NeoClassical and Keynesian View of Long-Run Aggregate Supply and Demand
What are the NeoClassical and Keynesian Views of Long-Run Aggregate Supply and Demand
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What are the NeoClassical and Keynesian View of Long-Run Aggregate Supply and Demand?
The aggregate demand and aggregate supply diagram shows two aggregate supply curves. We draw the original upward sloping aggregate supply curve (SRAS0) is a short-run or Keynesian AS curve. The vertical aggregate supply curve (LRASn) is the long-run or neoclassical AS curve, which is located at potential GDP. The original aggregate demand curve, labeled AD0, so that the original equilibrium occurs at point E0, at which point the economy is producing at its potential GDP.
The original equilibrium (E0), at an output level of 500 and a price level of 120, happens at the intersection of the aggregate demand curve (AD0) and the short-run aggregate supply curve (SRAS0). The output at E0 is equal to potential GDP. Aggregate demand shifts right from AD0 to AD1. The new equilibrium is E1, with a higher output level of 550 and an increase in the price level to 125. With unemployment rates unsustainably low, eager employers bid up wages, which shifts short-run aggregate supply to the left, from SRAS0 to SRAS1. The new equilibrium (E2) is at the same original level of output, 500, but at a higher price level of 130. Thus, the long-run aggregate supply curve (LRASn), which is vertical at the level of potential GDP, determines the level of real GDP in this economy in the long run.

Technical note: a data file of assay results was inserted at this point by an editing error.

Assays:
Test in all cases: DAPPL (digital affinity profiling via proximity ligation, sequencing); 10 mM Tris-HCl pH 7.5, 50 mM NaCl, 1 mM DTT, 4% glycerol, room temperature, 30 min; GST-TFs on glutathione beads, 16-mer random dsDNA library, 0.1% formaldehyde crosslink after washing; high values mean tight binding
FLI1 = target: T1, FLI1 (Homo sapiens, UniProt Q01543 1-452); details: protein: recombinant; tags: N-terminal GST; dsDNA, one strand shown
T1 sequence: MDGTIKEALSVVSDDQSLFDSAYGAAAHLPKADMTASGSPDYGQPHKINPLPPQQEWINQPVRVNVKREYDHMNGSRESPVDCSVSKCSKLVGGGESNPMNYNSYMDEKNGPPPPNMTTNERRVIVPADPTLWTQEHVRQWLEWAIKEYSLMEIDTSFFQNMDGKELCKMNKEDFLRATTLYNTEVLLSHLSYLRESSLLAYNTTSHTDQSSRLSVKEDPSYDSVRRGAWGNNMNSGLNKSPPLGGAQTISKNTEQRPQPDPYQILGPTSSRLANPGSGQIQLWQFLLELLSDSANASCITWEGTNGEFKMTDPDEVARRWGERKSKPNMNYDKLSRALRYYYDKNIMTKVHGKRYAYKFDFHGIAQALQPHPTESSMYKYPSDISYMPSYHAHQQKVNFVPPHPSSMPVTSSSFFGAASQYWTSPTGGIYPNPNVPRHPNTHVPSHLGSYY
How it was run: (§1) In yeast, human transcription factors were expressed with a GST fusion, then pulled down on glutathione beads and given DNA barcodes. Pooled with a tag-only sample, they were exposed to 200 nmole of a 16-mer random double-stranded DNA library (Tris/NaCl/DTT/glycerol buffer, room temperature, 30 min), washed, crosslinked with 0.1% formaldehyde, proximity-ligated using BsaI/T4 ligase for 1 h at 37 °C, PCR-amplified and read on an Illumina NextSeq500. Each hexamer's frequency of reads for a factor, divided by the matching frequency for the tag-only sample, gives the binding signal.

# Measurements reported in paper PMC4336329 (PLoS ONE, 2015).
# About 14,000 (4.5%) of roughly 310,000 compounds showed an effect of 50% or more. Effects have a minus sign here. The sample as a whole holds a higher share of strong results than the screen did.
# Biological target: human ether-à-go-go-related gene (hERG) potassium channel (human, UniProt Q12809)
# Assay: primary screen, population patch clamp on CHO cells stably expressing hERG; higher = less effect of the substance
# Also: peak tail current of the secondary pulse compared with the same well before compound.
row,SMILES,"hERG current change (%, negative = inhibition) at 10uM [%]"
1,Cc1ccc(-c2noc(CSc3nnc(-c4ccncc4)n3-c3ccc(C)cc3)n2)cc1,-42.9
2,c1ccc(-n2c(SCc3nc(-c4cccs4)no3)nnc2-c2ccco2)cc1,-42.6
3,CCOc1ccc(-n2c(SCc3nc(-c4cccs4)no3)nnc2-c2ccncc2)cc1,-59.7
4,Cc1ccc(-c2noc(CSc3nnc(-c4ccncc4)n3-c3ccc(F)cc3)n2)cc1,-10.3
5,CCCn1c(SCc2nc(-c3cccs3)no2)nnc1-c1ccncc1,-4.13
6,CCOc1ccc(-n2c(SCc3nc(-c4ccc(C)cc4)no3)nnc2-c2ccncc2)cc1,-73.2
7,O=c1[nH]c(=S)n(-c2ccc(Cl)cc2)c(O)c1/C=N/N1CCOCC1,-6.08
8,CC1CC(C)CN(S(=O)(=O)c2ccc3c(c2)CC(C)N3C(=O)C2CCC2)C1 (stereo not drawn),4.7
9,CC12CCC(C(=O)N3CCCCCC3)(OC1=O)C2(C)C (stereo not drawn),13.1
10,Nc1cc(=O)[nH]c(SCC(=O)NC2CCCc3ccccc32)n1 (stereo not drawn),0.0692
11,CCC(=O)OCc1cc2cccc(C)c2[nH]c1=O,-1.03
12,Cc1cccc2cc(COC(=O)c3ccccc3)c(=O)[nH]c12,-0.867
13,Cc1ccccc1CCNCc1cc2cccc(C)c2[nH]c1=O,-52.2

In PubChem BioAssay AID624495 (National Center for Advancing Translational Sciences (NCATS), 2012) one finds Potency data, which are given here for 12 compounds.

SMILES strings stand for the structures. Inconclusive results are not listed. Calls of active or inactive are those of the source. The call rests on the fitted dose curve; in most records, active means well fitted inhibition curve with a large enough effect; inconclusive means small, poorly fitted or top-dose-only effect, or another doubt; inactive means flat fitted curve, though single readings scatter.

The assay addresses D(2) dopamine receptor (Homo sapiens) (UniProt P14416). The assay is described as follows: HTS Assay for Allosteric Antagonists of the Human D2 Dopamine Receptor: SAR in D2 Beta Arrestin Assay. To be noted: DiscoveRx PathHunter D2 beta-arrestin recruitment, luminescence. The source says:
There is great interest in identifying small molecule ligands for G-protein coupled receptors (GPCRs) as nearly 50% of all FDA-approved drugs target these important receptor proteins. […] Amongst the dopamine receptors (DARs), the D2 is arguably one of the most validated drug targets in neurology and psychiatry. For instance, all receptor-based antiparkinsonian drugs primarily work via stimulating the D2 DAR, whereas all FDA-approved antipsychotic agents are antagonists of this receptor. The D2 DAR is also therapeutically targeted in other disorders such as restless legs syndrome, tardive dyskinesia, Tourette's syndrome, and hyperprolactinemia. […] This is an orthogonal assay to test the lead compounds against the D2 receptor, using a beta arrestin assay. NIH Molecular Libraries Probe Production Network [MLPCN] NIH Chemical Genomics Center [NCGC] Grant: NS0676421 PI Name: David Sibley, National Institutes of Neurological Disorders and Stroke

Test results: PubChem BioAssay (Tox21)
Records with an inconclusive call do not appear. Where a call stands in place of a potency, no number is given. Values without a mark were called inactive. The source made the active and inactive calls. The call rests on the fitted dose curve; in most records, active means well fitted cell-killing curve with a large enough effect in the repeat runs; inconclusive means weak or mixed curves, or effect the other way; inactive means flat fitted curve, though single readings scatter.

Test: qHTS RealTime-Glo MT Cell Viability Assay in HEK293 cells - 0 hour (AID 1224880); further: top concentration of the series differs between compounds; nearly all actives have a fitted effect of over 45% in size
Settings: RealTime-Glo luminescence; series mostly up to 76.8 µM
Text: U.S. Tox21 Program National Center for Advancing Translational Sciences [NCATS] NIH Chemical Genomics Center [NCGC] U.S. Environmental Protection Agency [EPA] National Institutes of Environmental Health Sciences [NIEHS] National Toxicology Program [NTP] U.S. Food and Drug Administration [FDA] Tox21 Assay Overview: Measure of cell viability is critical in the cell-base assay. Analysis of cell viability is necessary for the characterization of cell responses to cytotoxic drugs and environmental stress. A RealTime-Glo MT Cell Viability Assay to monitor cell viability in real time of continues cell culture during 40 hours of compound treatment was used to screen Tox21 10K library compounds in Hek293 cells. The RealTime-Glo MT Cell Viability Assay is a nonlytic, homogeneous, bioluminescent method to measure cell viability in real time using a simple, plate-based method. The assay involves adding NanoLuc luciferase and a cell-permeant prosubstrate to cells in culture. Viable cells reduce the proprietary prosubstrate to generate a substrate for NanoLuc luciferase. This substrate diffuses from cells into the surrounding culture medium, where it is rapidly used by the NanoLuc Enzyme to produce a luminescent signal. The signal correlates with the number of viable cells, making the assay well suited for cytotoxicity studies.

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Now, imagine that some economic event boosts aggregate demand: perhaps a surge of export sales or a rise in business confidence that leads to more investment, perhaps a policy decision like higher government spending, or perhaps a tax cut that leads to additional aggregate demand. The short-run Keynesian analysis is that the rise in aggregate demand will shift the aggregate demand curve out to the right, from AD0 to AD1, leading to a new equilibrium at point E1 with higher output, lower unemployment, and pressure for an inflationary rise in the price level.
In the long-run neoclassical analysis, however, the chain of economic events is just beginning. As economic output rises above potential GDP, the level of unemployment falls. The economy is now above full employment and there is a labor shortage. Eager employers are trying to bid workers away from other companies and to encourage their current workers to exert more effort and to work longer hours. This high demand for labor will drive up wages. Most employers review their workers salaries only once or twice a year, and so it will take time before the higher wages filter through the economy. As wages do rise, it will mean a leftward shift in the short-run Keynesian aggregate supply curve back to SRAS1, because the price of a major input to production has increased. The economy moves to a new equilibrium (E2). The new equilibrium has the same level of real GDP as did the original equilibrium (E0), but there has been an inflationary increase in the price level.